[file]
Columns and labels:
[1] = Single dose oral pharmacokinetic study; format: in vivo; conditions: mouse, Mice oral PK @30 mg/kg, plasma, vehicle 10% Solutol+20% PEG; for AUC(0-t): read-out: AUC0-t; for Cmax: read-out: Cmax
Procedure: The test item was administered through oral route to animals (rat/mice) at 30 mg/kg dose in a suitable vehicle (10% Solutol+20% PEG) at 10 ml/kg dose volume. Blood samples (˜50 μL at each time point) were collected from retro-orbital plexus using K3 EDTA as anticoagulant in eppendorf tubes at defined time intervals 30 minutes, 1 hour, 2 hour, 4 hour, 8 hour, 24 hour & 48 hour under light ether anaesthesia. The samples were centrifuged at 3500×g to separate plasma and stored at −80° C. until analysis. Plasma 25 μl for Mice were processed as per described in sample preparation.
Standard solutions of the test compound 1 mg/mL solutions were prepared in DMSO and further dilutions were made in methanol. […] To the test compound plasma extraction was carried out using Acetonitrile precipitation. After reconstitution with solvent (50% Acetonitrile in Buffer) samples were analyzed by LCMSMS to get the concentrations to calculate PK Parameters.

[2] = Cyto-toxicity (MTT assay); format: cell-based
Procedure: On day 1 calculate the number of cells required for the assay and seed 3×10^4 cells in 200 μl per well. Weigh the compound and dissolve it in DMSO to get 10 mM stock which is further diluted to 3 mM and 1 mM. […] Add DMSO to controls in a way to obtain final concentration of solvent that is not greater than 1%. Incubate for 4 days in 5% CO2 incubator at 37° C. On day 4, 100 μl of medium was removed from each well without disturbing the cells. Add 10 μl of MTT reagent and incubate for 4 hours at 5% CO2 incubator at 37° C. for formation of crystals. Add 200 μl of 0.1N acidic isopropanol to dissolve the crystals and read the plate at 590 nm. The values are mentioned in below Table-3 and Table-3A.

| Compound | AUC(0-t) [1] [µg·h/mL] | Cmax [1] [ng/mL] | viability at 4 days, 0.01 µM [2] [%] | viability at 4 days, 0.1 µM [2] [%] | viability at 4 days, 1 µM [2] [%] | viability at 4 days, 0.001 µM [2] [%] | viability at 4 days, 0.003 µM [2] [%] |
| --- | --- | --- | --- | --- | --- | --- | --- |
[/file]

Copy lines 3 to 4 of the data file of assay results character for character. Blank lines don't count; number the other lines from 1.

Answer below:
Procedure: The test item was administered through oral route to animals (rat/mice) at 30 mg/kg dose in a suitable vehicle (10% Solutol+20% PEG) at 10 ml/kg dose volume. Blood samples (˜50 μL at each time point) were collected from retro-orbital plexus using K3 EDTA as anticoagulant in eppendorf tubes at defined time intervals 30 minutes, 1 hour, 2 hour, 4 hour, 8 hour, 24 hour & 48 hour under light ether anaesthesia. The samples were centrifuged at 3500×g to separate plasma and stored at −80° C. until analysis. Plasma 25 μl for Mice were processed as per described in sample preparation.
Standard solutions of the test compound 1 mg/mL solutions were prepared in DMSO and further dilutions were made in methanol. […] To the test compound plasma extraction was carried out using Acetonitrile precipitation. After reconstitution with solvent (50% Acetonitrile in Buffer) samples were analyzed by LCMSMS to get the concentrations to calculate PK Parameters.